On the contrary, BRT is highly practical and works extremely well in the places where it has the right infrastructure. The idea that BRT will fail because people can't drive to it betrays a deep misunderstanding of what BRT is about. The whole point of BRT is to make buses move faster than cars, and the way that is achieved is by persuading those who have cars to leave them parked at home.

Posted by Louise68, a resident of Menlo Park: other,
on Nov 21, 2014 at 6:39 pm

Tunbridge Wells --

I would appreciate your comments on the 4 reasons I gave why Bus Rapid Transit is not practical. Please share your reasons for supporting spending our scarce public funds on BRT instead of on CalTrain.

Here are more comments on my previous 4 reasons why Bus Rapid Transit is not practical, and why CalTrain is much better than Bus Rapid Transit:

My comment #1: One driver is needed for every 40-55 people in a SamTrans bus, whereas CalTrain can carry enormous numbers of people with only one engineer and one or two conductors. Labor costs for BRT are thus huge, compared to CalTrain. Re: capacity: seated: A standard SamTrans bus holds only 40 people seated, and only 55 if it is "articulated" -- hinged. In contrast, a CalTrain gallery car with no seats removed for bicycles or luggage or wheelchairs holds 148 people seated, while a "trilevel" holds 144 seated. (Note that a CalTrain cab car with many seats removed to hold 40 bicycles (!) holds only 78 seated.) A rail passenger car holds many more people than does a city bus, and does not need an additional driver for every 40-55 passengers.

My comment #2: They [buses] never have restrooms. CalTrain has wheelchair-accessible restrooms on every train.

My comment #3: They [buses] get stuck in traffic. CalTrain runs on private right of way, and never has to contend with bumper-to-bumper traffic, as do buses. Traffic stops for trains at grade crossings. Trains have the right of way.

My comment #4: There are no parking lots anywhere near the [bus] stops. CalTrain has parking lots at almost all stations, except 22nd St in SF and College Park in San Jose. And CalTrain has many shuttle buses to take passengers to their workplace from the CalTrain stops, and back to the CalTrain stations. How are people supposed to be able to get to the bus stops if they do not drive there?

Please give me some details about where Bus Rapid Transit has been successful, and why you think it could be successful here on the SF Peninsula.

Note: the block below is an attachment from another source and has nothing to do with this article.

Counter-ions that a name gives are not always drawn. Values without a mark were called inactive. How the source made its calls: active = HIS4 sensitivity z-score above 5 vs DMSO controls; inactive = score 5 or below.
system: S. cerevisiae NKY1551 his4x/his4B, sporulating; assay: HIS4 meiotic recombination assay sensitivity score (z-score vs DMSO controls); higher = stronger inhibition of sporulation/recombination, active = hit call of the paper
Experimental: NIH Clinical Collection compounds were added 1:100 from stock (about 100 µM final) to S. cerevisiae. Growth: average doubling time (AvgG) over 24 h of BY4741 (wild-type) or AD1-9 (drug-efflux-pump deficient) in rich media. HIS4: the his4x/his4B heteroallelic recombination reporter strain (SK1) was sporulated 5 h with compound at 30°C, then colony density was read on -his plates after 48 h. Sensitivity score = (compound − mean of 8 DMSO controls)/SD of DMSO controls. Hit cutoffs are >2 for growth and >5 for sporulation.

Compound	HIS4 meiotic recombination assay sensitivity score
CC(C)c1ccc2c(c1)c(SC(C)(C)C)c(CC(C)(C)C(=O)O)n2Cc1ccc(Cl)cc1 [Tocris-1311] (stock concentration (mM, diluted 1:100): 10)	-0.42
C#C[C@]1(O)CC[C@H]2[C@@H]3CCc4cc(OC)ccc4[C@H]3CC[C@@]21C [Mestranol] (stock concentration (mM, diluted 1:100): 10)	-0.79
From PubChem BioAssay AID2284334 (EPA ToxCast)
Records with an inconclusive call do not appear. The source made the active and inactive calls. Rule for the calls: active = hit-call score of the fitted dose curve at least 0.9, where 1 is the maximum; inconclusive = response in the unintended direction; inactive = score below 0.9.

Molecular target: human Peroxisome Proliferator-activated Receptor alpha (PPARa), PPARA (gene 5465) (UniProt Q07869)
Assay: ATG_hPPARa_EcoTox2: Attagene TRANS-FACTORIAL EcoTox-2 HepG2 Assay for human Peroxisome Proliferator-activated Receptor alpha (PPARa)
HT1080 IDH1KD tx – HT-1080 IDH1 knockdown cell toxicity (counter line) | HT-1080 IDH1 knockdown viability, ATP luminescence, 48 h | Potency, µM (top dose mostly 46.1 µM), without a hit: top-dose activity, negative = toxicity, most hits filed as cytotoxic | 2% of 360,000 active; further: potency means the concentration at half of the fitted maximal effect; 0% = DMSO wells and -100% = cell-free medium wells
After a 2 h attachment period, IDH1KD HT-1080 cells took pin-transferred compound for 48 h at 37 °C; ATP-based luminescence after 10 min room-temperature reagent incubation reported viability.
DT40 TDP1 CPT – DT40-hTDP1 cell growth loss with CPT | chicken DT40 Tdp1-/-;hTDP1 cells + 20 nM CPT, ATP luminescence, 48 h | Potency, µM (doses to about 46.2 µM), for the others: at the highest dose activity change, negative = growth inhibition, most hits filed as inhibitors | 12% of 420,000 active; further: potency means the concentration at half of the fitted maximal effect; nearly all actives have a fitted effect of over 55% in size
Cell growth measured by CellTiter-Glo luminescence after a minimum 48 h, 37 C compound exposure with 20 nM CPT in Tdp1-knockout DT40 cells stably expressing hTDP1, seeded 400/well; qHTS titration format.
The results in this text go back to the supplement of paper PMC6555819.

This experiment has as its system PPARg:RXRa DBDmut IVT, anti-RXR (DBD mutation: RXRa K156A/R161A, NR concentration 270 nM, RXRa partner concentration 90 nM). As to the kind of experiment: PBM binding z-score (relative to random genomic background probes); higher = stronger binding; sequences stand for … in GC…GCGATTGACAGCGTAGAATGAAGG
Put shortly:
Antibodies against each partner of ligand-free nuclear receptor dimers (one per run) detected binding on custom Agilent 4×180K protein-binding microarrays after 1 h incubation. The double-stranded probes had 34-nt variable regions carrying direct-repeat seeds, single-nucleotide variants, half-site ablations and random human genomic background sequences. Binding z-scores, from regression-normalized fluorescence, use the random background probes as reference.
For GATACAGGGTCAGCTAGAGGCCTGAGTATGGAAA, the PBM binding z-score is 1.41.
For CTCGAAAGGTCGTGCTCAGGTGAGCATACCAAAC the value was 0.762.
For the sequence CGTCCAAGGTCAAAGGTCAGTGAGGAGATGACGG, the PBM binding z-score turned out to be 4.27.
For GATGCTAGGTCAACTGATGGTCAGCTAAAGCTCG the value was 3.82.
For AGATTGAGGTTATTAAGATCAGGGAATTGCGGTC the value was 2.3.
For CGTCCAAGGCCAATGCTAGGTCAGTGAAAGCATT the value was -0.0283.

Joe --
Bus Rapid Transit would take away lanes that cars and trucks need, and would serve very few people, for the reasons I gave above. If you take away one of the 2 or 3 lanes on ECR for Bus Rapid Transit, where are all the cars and trucks that used to use those lanes supposed to go? Are their drivers and their cargo just supposed to disappear? How are car and truck drivers supposed to be able to turn left to get onto or off of ECR? Do the BRT buses get to run at high speed through intersections where all other traffic is supposed to be stopped?

I look forward to your answers to these very important questions.

Posted by Tunbridge Wells, a resident of Menlo Park: Allied Arts/Stanford Park,
on Nov 23, 2014 at 6:08 pm

Tunbridge Wells is a registered user.

Louise68, you made very general broad statements about BRT. I disagreed with your broad statements, and from that disagreement you infer that I support a very specific proposal, when I have said nothing of the kind. Bus and train are both useful elements in a mass transit system, with their own benefits and drawbacks. Your criticisms of BRT apply to normal mass transit bus service as well, and yet bus service is used world-round for mass transit.

The idea of BRT is that instead of having 40 cars, each with a single person, you have one bus. You can see an illustration of the space single-driver cars take here: Web Link

The comparison of BRT to Caltrain is one of apples to oranges. Caltrain may have fewer employees on a train, but those employees are more expensive to train and employ and the equipment itself is also significantly more expensive to purchase, maintain, and store.